Because of the large amount of upsizing (15-inch VCP to 28-inch HDPE in most areas) and the extremely deteriorated condition of the existing system, a pilot run of 660 feet (of the 4,000-lf section) was chosen to test the effectiveness of pipe bursting. Glynn said, “We also wanted to start on a small scale because we were working so close to the Hetch Hetchy water mains. We knew the San Francisco Water Department was very concerned and would be monitoring the burst closely.” The project was awarded to D’arcy & Harty Construction, Inc of San Francisco. D’arcy and Harty is one of the most experienced pipe bursting contractors in the San Francisco Bay area. They have successfully completed thousands of feet of pipe bursting in challenging situations including a much-publicized burst at the famed Lawrence Lab on the Berkeley Campus. According to Mike D’arcy, this job presented several challenges. D’arcy said, “We have completed large diameter bursts before, but never an upsize of this magnitude. We also had to contend with tight access, but ultimately we felt confident about the success of the job.” For additional technical support D’arcy enlisted the help of Pipe Bursting Specialist Collins Orton from TT Technologies, Aurora, Illinois. For this job, D’arcy and Orton chose to use an 18-inch diameter Grundocrack Goliath pneumatic pipe bursting tool, a Grundomudd bentonite/lubrication mixing and delivery system and 20-ton constant tension Grundowinch from TT Technologies. Orton said, “We needed a tool that would have enough power to complete the upsize. Also, winch selection was key. The Grundowinch provides constant tension at variable speed. That means the winch is able to make adjustments for conditions that affect line speed during operation, providing constant, consistent and smooth pulling force which is essential for successful pipe bursting.”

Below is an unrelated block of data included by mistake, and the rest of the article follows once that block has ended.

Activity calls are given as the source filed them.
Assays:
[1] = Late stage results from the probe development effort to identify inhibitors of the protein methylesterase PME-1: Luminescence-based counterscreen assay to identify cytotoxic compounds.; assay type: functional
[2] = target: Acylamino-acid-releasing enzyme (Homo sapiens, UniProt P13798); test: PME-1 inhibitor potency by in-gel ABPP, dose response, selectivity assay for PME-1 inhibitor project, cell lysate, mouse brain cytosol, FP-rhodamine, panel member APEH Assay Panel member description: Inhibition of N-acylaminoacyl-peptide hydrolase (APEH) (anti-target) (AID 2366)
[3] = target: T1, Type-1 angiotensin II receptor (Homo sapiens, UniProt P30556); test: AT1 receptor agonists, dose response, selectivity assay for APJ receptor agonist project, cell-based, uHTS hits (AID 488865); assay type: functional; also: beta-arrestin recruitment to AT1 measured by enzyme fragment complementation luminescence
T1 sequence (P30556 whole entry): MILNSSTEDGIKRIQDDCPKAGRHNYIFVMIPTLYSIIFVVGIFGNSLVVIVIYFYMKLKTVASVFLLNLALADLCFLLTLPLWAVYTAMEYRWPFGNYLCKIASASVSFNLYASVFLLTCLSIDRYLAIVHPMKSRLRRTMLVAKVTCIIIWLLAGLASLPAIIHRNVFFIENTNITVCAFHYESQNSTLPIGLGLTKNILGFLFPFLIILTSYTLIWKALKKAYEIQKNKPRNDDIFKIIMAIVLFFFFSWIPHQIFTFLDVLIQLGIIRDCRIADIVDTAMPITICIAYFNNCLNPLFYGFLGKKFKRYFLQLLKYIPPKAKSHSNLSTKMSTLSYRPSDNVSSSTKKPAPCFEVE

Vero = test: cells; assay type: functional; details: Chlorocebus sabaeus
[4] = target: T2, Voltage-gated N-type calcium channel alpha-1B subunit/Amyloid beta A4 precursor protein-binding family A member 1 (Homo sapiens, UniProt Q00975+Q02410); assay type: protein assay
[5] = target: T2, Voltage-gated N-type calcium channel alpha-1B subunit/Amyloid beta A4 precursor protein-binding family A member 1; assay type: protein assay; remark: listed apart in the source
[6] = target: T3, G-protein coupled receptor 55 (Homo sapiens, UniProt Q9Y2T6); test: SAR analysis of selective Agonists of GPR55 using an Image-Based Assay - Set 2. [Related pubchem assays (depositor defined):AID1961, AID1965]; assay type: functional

Before any bursting could begin, the D’arcy & Harty crew searched for existing utilities. According to Glynn, the crew was required to pothole entire sections of the run where the sewer line and Hetch Hetchy water line were closer than five feet apart.Glynn said, “This was done to eliminate the potential for lateral earth pressures or detrimental vibratory earth movements generated by the pipe bursting tool. Based on previous studies, we did not anticipate any problems with lateral vibrations from the tool, at distances greater then 2.5 feet. But, seeing the potential for objections, we decided to add in a safety factor of 2.0 to the previous study’s findings and require D’arcy & Harty to pothole those locations.”The 660-foot run was divided into two sections. The first section was approximately 440 feet long and ran upstream. A gravity fed system bypass was installed using 14-inch HDPE. A 6-inch pump was used to assist the bypass during peak flow times. Three existing 48-inch brick and mortar manholes along the run were in poor condition and were surcharging regularly. The manholes were removed before bursting and eventually replaced with new 60-inch concrete manholes. The Goliath pipe bursting tool was fitted with a 34.5-inch OD rear expander. The D’arcy & Harty crew used a McElroy fusion machine to butt-fuse the necessary length of 28-inch SDR 17 HDPE. The 20- ton Grundowinch was positioned upstream, 440 feet away. The crew launched the tool and bursting was underway. About 5 feet into the run, bursting was halted.